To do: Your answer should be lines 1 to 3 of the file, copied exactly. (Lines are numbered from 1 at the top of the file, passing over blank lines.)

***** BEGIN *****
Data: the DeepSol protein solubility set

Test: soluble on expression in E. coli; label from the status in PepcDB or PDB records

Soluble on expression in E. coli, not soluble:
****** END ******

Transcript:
Data: the DeepSol protein solubility set

Test: soluble on expression in E. coli; label from the status in PepcDB or PDB records

Soluble on expression in E. coli, not soluble: